Key players in the Internet world stressed that the "light touch" approach to regulation, along with a free flow of information remained vital to life on the web, the OECD said on Wednesday after a two-day meeting.
But governments "should improve their efforts to protect personal data, the freedom of expression, and other fundamental rights online," the meeting of OECD governments, businesses bodies and technical experts agreed.
Saying the participants had created "a new framework," an OECD statement said the new principles "underline the benefits that today's light-touch, flexible regulation have brought in driving innovation and economic growth."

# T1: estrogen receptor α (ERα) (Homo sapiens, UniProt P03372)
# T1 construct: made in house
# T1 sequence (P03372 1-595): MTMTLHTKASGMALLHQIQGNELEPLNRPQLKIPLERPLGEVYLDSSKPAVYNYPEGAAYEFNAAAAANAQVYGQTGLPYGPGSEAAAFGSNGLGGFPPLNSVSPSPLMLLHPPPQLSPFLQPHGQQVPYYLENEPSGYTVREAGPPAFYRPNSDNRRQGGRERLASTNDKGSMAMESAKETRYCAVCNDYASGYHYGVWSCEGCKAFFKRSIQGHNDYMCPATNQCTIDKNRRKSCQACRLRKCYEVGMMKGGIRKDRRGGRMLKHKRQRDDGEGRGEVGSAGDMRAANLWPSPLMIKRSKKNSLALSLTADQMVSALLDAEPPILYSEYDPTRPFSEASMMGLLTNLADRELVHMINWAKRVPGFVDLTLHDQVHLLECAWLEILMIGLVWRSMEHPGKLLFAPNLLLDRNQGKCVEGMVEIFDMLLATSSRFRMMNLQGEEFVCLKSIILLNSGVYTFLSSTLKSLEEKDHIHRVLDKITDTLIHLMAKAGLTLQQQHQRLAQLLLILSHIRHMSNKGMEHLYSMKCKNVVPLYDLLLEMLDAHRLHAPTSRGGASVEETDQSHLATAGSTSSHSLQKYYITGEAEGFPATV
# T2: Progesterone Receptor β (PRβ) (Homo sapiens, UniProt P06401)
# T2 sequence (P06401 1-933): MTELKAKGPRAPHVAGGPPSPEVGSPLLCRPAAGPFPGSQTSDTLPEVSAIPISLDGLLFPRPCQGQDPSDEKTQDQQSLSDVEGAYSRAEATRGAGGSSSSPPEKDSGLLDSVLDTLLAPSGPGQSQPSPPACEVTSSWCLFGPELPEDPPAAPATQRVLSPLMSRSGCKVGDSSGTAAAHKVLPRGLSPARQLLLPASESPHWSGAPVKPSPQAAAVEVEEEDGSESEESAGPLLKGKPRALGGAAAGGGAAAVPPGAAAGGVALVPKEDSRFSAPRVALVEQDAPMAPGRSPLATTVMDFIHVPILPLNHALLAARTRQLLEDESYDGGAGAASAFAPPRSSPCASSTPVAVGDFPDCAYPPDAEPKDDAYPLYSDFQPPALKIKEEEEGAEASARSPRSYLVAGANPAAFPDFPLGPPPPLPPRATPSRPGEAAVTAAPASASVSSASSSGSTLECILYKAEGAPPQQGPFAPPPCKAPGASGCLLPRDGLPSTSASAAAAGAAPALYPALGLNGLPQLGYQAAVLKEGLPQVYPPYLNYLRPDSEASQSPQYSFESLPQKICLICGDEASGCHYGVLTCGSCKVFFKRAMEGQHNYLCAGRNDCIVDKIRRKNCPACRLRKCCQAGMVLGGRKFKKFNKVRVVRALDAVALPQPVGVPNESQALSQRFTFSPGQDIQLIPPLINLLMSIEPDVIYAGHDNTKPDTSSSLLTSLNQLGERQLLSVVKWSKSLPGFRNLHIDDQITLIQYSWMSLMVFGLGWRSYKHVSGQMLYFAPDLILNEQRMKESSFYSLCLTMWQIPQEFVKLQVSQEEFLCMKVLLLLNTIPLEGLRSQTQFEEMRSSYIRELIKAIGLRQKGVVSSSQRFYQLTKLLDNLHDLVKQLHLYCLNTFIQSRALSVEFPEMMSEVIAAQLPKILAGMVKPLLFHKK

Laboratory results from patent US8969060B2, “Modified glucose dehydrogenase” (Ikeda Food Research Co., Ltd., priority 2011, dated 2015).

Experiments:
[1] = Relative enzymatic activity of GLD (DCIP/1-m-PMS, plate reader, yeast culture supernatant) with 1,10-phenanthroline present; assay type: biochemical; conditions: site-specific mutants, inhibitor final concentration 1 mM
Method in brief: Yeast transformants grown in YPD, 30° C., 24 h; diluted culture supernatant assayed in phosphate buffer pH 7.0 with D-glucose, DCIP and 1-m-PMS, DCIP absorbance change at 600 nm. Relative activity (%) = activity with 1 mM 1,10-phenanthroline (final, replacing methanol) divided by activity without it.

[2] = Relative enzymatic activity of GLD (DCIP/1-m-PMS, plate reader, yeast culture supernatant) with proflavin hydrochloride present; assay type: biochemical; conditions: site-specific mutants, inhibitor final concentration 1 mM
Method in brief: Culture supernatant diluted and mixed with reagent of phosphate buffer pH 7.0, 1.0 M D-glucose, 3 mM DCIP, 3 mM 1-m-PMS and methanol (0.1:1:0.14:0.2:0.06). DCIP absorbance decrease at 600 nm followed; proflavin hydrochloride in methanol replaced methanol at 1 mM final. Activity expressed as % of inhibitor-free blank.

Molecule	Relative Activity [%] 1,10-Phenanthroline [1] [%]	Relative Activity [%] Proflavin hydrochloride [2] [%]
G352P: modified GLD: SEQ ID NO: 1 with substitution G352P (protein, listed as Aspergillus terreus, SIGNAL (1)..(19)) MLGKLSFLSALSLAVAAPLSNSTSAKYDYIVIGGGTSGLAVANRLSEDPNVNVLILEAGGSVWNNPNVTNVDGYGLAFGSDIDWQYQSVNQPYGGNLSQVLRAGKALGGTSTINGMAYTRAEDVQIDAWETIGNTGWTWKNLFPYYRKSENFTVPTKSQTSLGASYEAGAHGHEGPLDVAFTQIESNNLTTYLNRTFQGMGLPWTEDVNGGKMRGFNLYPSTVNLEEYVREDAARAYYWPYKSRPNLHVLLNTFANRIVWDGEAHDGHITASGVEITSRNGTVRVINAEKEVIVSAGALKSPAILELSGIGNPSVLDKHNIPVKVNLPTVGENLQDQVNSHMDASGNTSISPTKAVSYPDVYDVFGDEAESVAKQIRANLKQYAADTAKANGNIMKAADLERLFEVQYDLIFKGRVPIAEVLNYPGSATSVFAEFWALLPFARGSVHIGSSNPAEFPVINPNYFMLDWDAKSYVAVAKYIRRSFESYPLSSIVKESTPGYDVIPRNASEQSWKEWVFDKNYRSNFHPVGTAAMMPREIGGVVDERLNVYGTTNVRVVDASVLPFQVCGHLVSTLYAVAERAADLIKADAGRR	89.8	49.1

They had also stressed the need "to maintain the open, decentralised design of the Internet" which had been "key to the Internet's rapid growth and impact."
The statement noted: "The Internet has achieved global interconnection without the development of any international regulatory regime. The development of such a formal regulatory regime could risk undermining its growth."
The free flow of information should be promoted and protected, it said.
Countries had to develop access to high-speed broadband access to reap the full benefits of the Internet, notably in fields such as education, health, energy distribution and transportation, the statement said.
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